nghs nghs - 3 years ago 174
Python Question

Importing in Python for multiple files

I am struggling to figure out how to handle importing dependencies that are used in multiple files.

Let's say I want to import an external API for example, and two classes depend on this import. Putting the import into the 'index' file, as an attempt to make it global does not work. I can import it in each class file fine, but that seems to be a violation of DRY, as well as setting myself up for failure later on.

So is there a way to import once, in a single file that is globally accessible? What I experimented with was creating an

index.py
,
foo.py
(for the foo class) and
bar.py
(for the bar class):

Index:

from example import API
import foo
import bar

foo()
bar()


foo.py:

class foo:
... (try to put the example API to use)


bar.py: (same as
foo.py
really, just here to make the case for using the same dependency in two different places)

This failed to work, as the classes appeared to not be able to access
exampleAPI
. What is the correct way to do this, or am I looking at it wrong? Thanks!

Answer Source

In general, you should import each module you need in each of your own modules that needs to use it. You don't need to worry about duplication, since each module has its own global namespace. Furthermore, modules are cached (in the sys.modules dictionary) so you don't need to worry about extra work being done to load the module multiple times.

That said, there can be some exceptions. For instance, if the specific source of an API is considered "private" information (e.g. because it's an implementation detail or because it might be configurable and not always come from the same place all the time), it might make sense to import it into some namespace where all other users will look for it.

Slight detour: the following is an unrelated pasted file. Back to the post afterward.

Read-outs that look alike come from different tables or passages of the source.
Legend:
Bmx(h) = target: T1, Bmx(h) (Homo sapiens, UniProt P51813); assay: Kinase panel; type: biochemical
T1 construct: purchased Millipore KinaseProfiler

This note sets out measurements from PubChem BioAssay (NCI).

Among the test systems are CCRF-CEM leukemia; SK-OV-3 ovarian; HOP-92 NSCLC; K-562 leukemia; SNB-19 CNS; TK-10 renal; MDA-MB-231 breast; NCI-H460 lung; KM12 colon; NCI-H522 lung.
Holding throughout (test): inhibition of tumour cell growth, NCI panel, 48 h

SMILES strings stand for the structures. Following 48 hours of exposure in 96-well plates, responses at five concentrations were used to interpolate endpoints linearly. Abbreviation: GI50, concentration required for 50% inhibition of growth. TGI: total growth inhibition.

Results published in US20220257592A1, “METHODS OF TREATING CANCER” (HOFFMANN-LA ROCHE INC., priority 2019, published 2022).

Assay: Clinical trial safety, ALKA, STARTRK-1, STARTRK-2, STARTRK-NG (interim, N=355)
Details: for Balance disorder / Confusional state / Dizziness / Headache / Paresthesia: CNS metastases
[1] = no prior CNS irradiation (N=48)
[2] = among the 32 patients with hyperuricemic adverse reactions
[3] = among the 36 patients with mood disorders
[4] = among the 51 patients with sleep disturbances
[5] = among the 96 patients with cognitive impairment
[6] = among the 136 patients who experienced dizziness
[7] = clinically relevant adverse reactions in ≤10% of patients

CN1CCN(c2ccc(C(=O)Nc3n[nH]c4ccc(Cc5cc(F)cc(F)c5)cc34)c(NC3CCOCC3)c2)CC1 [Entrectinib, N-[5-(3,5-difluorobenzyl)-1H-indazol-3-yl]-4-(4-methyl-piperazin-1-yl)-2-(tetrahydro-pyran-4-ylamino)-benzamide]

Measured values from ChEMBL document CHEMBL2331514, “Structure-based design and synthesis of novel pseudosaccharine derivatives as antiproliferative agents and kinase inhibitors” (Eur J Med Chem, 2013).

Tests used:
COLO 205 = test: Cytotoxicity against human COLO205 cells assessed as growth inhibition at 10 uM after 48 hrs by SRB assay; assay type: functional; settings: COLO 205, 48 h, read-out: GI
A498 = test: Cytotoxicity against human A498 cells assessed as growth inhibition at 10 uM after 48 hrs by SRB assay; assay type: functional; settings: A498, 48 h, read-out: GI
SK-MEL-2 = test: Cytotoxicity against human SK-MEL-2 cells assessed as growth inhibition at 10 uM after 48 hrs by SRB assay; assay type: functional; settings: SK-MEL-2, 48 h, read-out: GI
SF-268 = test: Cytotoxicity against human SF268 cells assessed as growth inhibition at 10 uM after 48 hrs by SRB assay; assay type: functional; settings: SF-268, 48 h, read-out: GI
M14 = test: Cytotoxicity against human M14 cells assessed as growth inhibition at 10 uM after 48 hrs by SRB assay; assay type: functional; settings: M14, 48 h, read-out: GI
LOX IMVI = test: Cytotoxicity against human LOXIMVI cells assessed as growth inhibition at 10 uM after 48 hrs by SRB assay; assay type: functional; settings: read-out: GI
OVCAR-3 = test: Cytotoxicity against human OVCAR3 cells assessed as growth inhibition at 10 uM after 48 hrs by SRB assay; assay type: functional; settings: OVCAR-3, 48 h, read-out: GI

On the other hand, your example suggests you may be splitting up your code more than you should. Unlike some other languages (such as Java), in Python it's neither required nor recommended for each class to live in its own file. Instead, you should divide your code up into modules dictated by how closely they interact with each other. Closely related classes should be part of the same module, while pieces that don't interact at all might make more sense in separate modules (especially if some other code might need one part but not the other). It may not be inappropriate for your whole program to be in a single module! Obviously, some of this is a matter of style and taste, so there's not a single best option for every programmer in every situation.

For your example code, if you want to keep separate modules, I'd suggest something like this:

index.py:

from foo import Foo # no need to import API here if you're not using it directly
from bar import Bar

foo = Foo() # create an instance of the foo class
result = foo.some_method() # call methods on it
bar = Bar(foo) # you can also pass your instances around to other classes

foo.py:

from example import API

class Foo:
    def some_method(self):
        return API.whatever() # use the API in some way

bar.py:

from example import API # don't worry about importing the API more than ocne

class Bar:
    def __init__(self, foo):
        self.foo = foo

    def blah(self):
        API.something_else(self.foo.some_method())

Note that I changed some names around. Python's convention is to use CapitalizedNames for classes, and lowercase_names_with_underscores (sometimes known as "snake case") for modules, variables and methods. Your original code seemed to have some confusion between the modules name foo and bar and the classes within them with the same names. Using different styles for the different names can help avoiding that confusion.

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